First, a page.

The International Medical Device Regulators Forum is seeking global coordination of medical device registries, and has recommended principles for evaluating data in a final document released following its March meeting in Vancouver.
By coordinating internationally on methodologies for collecting and evaluating clinical data, international stakeholders can begin to develop a minimum core dataset for evaluating device product life cycles to detect signals earlier. That is seen as a step toward establishing a National Evaluation System for health technology, which is one of the FDA’s top priorities.
Under the IMDRF plan, international registry networks would agree on pre-specified analyses and collaborative sharing of outputs with each other and the regulators. A standing IMDRF registry working group would facilitate this and would focus on higher-risk implantable devices.
The registry working group notes that variations between countries would make pooling data tricky, but that by starting with the minimum necessary data for analysis, metrics could be applied based on similarities and differences. In addition, more could be learned about clinical variability across different populations, and from that data more objective performance criteria could be created.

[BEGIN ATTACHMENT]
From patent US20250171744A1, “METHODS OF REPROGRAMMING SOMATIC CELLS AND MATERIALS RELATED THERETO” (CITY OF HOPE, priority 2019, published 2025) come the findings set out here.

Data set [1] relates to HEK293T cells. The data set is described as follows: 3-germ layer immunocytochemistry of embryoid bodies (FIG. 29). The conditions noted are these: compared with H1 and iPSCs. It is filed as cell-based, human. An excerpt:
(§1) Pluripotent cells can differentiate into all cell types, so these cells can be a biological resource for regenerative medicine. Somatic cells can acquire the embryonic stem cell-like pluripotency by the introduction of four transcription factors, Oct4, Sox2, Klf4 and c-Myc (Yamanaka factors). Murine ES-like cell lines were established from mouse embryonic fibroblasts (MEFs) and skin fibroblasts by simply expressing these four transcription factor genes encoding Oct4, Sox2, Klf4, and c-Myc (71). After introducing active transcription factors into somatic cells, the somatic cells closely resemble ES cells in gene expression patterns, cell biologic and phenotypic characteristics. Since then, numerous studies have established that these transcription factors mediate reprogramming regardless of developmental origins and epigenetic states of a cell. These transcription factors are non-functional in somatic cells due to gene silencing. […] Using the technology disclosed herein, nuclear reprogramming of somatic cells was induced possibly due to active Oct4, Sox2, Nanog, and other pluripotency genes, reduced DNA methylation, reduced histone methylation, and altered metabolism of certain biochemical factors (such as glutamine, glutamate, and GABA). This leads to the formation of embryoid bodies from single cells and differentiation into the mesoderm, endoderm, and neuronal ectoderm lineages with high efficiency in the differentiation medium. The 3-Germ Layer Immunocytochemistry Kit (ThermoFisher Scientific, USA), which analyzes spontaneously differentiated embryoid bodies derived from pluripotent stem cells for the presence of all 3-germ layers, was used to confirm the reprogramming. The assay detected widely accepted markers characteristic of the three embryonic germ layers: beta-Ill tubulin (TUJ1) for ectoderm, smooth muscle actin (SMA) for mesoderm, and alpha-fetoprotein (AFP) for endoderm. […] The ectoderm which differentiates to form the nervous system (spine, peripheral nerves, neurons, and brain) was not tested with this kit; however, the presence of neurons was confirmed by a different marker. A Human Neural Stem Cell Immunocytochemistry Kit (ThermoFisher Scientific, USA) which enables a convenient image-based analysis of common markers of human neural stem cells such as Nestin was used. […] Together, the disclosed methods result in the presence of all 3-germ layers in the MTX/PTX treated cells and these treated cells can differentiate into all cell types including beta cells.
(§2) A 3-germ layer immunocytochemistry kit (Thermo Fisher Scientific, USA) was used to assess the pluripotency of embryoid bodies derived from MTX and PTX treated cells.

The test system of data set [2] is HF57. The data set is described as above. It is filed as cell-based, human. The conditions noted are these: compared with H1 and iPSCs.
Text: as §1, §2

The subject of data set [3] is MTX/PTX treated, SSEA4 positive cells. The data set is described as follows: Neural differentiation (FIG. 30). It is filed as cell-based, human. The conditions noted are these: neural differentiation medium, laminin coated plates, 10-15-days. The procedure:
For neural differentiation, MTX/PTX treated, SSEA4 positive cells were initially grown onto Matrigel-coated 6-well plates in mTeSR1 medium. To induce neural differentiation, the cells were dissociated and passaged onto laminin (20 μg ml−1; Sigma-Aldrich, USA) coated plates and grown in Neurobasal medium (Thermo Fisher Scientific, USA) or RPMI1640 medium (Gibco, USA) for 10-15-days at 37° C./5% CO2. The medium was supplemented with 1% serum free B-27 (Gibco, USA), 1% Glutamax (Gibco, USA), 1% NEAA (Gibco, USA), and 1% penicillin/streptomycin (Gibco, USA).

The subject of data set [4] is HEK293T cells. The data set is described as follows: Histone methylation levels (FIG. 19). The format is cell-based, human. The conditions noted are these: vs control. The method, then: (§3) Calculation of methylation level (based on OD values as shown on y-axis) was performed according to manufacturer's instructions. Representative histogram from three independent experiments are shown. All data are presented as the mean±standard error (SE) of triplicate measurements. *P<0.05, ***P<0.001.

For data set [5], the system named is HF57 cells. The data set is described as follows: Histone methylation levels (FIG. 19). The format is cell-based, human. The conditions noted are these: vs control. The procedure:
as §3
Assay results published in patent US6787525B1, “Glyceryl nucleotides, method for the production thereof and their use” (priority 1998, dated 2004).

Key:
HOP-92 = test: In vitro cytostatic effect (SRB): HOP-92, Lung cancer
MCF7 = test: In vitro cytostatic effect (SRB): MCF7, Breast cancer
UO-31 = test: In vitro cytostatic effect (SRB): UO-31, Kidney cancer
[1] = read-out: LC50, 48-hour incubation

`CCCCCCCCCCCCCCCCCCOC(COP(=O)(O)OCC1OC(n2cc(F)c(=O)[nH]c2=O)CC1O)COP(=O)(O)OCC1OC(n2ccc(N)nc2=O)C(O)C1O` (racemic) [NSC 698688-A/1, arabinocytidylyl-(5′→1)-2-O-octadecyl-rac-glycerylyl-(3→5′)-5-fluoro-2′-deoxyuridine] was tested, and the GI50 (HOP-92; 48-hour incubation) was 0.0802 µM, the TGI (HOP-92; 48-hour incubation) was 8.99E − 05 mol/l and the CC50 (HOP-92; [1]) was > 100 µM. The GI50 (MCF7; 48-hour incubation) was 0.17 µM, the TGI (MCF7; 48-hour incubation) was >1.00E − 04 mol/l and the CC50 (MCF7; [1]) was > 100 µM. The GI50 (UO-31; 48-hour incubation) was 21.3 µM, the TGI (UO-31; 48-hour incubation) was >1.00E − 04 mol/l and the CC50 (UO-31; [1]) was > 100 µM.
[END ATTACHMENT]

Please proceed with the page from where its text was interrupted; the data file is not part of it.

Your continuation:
IMDRF says registries could be used to apply comparative effectiveness data as well as root cause analyses. It calls for international methodology pilots to work out the practicalities of sharing international data.
Registries are an ideal infrastructure for initiating clinical trials, and regulators should reach consensus on an international set of principles for deciding when a randomized clinical trial should be required, the group says.
Another IMFDRF working group focused on good regulatory review practices. It provided recommendations for conduct, education, experience, and training for conformity assessment reviewers, whether conducted by regulatory authorities or Conformity Assessment Bodies (CABs). A common set of values would develop confidence in the consistency of reviews.
The working group stressed the importance of ensuring confidentiality of “professional secrecy” by regulatory reviewers in sharing information obtained in carrying out their tasks and it has developed a code of conduct for reviewers.
Read the IMDRF documents here: www.fdanews.com/04-05-17-IMDRFregistries.pdf and www.fdanews.com/04-05-17-IMDRFRegulatoryreviews.pdf.